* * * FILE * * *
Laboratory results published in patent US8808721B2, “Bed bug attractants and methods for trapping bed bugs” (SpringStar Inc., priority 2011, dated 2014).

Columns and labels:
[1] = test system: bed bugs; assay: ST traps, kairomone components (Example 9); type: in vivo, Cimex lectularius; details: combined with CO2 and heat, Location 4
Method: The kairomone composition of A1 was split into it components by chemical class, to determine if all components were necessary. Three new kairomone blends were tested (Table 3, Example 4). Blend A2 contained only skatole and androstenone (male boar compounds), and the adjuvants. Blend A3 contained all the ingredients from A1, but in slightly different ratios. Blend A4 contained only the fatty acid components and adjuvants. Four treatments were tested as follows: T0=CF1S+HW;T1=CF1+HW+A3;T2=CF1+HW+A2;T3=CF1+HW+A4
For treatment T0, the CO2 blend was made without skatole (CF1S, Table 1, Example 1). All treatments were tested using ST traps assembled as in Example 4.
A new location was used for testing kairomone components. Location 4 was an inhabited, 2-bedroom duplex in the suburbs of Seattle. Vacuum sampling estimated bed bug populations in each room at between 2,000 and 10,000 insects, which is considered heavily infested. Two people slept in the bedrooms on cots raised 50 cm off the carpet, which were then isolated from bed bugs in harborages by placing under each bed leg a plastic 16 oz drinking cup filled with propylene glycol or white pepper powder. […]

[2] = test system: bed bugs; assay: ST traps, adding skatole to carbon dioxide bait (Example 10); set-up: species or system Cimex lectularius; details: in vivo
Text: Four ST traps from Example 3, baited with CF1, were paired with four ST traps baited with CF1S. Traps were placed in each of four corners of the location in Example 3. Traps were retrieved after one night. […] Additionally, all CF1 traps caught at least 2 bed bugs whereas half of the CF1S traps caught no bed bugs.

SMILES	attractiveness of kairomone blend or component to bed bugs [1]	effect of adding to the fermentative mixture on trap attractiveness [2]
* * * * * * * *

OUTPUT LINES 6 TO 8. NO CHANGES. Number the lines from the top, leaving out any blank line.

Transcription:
A new location was used for testing kairomone components. Location 4 was an inhabited, 2-bedroom duplex in the suburbs of Seattle. Vacuum sampling estimated bed bug populations in each room at between 2,000 and 10,000 insects, which is considered heavily infested. Two people slept in the bedrooms on cots raised 50 cm off the carpet, which were then isolated from bed bugs in harborages by placing under each bed leg a plastic 16 oz drinking cup filled with propylene glycol or white pepper powder. […]

[2] = test system: bed bugs; assay: ST traps, adding skatole to carbon dioxide bait (Example 10); set-up: species or system Cimex lectularius; details: in vivo
Text: Four ST traps from Example 3, baited with CF1, were paired with four ST traps baited with CF1S. Traps were placed in each of four corners of the location in Example 3. Traps were retrieved after one night. […] Additionally, all CF1 traps caught at least 2 bed bugs whereas half of the CF1S traps caught no bed bugs.